Click Image to Visit the Pecan Grove Press Web Page for Poetry from Paradise Valley


Poetry From Paradise Valley

Pecan Grove Press has released an anthology of poems, a sampling of works published in Valparaiso Poetry Review during its first decade, from the original 1999-2000 volume to the 2009-2010 volume.

Poetry from Paradise Valley includes a stellar roster of 50 poets. Among the contributors are a former Poet Laureate of the United States, a winner of the Griffin International Prize, two Pulitzer Prize winners, two National Book Award winners, two National Book Critics Circle winners, six finalists for the National Book Award, four finalists for the National Book Critics Circle Award, two finalists for the Pulitzer Prize, and a few dozen recipients of other honors, such as fellowships from the Guggenheim Foundation, the National Endowment for the Arts, etc.

Readers are encouraged to visit the Poetry from Paradise Valley page at the publisher's web site, where ordering information about the book can be found.

Best Books of Indiana 2011: Finalist. Judges' Citation: "Poetry from Paradise Valley is an excellent anthology that features world-class poetry, including the work of many artists from the Midwest, such as Jared Carter, Annie Finch, David Baker, and Allison Joseph. It’s an eclectic and always interesting collection where poems on similar themes flow into each other. It showcases the highest caliber of U. S. poetry."
—Indiana Center for the Book, Indiana State Library

Thursday, September 17, 2009

Celebrating Composition of the U.S. Constitution

On September 17, 1787, the United States Constitution was signed, changing the course of history. In a speech written for the occasion by Benjamin Franklin praising the convention members for coming together to compose a unified statement, he declared: “I think it will astonish our enemies, who are waiting with confidence to hear that our councils are confounded like those of the builders of Babel; and that our States are on the point of separation, only to meet hereafter for the purpose of cutting one another’s throats.” Although the language contained in the document does not achieve the poetic levels seen at times in the Declaration of Independence, the words represent an amazing example of conscientiousness, commitment, and compromise written by a committee despite often-contentious debate and disagreement. The memorable preamble of the Constitution:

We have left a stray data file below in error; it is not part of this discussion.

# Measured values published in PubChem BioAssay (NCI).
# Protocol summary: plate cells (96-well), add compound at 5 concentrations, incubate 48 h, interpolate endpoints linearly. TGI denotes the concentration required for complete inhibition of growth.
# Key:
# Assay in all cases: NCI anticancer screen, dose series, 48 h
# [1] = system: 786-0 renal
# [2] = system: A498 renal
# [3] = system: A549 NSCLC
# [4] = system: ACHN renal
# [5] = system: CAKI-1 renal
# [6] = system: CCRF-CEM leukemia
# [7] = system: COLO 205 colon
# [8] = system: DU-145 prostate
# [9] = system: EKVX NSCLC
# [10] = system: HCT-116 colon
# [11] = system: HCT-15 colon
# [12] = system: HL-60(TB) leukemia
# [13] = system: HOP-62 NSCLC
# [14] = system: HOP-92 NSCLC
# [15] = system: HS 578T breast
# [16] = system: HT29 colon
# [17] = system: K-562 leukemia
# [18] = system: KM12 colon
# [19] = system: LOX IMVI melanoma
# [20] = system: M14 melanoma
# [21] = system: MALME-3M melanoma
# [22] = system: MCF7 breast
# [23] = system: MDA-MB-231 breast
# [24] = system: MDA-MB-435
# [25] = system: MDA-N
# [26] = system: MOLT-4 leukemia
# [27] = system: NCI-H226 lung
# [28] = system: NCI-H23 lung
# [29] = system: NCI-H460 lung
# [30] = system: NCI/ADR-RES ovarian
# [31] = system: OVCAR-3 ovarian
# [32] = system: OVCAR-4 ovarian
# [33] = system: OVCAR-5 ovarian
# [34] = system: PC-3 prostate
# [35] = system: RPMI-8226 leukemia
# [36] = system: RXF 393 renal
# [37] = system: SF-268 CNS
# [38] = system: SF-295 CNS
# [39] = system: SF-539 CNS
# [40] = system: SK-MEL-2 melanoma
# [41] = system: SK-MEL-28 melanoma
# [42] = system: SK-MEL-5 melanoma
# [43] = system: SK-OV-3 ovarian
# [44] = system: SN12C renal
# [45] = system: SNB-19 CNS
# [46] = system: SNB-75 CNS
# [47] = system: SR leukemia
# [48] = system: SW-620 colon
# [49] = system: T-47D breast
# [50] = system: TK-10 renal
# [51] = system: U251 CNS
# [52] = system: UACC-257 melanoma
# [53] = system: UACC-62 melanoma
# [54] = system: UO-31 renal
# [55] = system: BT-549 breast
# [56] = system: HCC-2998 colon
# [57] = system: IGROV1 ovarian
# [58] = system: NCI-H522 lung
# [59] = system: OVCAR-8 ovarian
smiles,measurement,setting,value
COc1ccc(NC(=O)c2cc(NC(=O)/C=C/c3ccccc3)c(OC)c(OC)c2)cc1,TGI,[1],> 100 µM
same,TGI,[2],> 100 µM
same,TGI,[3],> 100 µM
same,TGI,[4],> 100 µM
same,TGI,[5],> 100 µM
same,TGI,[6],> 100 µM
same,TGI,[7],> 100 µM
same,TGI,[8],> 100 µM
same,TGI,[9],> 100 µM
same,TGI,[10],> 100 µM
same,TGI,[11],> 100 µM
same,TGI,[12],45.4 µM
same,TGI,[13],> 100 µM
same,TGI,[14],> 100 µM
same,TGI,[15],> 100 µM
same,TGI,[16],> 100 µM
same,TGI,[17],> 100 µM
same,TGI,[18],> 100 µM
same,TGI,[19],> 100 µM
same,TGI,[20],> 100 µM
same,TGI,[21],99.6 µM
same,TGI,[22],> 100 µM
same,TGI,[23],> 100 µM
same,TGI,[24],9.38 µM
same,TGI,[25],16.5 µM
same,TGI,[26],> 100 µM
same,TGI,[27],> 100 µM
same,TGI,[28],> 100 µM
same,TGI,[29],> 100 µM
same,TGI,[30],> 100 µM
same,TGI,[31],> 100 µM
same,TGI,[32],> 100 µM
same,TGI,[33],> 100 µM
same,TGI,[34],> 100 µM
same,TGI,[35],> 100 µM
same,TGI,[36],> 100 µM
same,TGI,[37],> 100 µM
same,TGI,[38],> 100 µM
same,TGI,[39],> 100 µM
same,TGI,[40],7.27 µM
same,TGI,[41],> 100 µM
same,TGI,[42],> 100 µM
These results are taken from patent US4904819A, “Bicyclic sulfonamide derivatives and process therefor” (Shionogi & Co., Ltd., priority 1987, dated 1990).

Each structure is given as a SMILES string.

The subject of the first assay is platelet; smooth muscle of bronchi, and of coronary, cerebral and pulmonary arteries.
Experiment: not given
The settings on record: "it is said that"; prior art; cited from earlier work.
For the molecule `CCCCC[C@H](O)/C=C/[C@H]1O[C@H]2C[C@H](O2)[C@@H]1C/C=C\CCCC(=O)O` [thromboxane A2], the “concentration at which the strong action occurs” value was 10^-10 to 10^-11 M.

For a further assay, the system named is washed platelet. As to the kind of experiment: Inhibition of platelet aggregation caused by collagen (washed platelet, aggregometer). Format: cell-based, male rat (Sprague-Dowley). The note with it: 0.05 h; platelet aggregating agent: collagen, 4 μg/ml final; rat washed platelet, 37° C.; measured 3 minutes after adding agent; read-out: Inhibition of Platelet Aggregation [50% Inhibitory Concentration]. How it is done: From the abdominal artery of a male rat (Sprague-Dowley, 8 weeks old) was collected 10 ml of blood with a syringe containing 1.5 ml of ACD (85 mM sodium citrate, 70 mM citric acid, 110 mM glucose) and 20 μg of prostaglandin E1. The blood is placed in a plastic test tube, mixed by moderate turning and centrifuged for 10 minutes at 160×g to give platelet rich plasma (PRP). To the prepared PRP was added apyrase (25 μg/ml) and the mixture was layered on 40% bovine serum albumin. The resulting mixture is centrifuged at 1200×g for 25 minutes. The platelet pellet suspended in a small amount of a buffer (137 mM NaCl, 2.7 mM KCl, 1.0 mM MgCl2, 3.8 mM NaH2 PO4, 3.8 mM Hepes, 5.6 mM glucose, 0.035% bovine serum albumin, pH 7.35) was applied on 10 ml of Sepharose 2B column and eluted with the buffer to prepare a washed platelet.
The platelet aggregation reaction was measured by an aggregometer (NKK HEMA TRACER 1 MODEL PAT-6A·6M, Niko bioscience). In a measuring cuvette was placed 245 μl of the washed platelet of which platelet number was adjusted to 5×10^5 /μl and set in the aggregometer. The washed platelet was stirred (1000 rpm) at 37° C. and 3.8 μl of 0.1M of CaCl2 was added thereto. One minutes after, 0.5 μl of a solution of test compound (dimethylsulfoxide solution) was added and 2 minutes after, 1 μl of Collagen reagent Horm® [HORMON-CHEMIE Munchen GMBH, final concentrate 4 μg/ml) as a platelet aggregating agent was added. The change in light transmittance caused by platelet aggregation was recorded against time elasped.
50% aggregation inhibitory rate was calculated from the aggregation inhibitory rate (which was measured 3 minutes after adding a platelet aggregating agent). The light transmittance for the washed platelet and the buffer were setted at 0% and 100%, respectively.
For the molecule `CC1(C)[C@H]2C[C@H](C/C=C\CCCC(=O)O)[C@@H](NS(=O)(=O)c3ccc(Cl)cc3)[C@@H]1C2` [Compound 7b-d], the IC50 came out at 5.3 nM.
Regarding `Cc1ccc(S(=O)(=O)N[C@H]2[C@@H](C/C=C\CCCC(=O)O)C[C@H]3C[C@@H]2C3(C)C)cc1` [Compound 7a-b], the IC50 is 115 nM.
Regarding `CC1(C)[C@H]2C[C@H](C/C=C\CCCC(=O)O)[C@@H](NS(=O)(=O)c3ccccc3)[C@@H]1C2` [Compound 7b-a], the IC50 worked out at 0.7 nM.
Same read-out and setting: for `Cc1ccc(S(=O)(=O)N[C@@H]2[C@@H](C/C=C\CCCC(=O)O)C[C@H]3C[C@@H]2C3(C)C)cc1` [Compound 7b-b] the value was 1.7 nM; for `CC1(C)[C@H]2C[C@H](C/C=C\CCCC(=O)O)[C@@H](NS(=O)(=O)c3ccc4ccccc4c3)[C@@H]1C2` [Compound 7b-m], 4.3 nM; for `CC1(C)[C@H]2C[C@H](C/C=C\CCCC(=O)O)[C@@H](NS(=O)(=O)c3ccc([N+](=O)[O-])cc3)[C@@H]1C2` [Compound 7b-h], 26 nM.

We the People of the United States, in Order to form a more perfect Union, establish Justice, insure domestic Tranquility, provide for the common defence, promote the general Welfare, and secure the Blessings of Liberty to ourselves and our Posterity, do ordain and establish this Constitution for the United States of America.


David said...

Article 4 Section 4 is quite beautiful.

sirvan said...

Wow! that was long ago.

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Unknown said...

The Constitution of the United States is a written document expounding the core principles of democracy and the working of the American government. It remains the highest law in the land and clarifies the relationship between that government and the states, explains which powers the government does (and does not!) have, and guarantees certain rights and freedoms to the people. The U.S. Constitution is, in short, the blueprint for America's democracy. It is, in many ways, the blueprint for America itself. Today, more than 220 years later, The Constitution still remains a living document—exactly as its authors intended it to be. But, it can only stay alive as long as we continue to take it seriously—as long as we understand its principles and force our own leaders to follow them. The Constitution belongs to all of us and we should treat it accordingly.

Angelina said...

I have written a few papers about the United States Constitution and dig deeper into the issue that specific lines where actually plagiarized from a John Locke document. Putting aside attached "issues" with plagiarism, the point is the constitution was (to some extent) drafted for trade issues.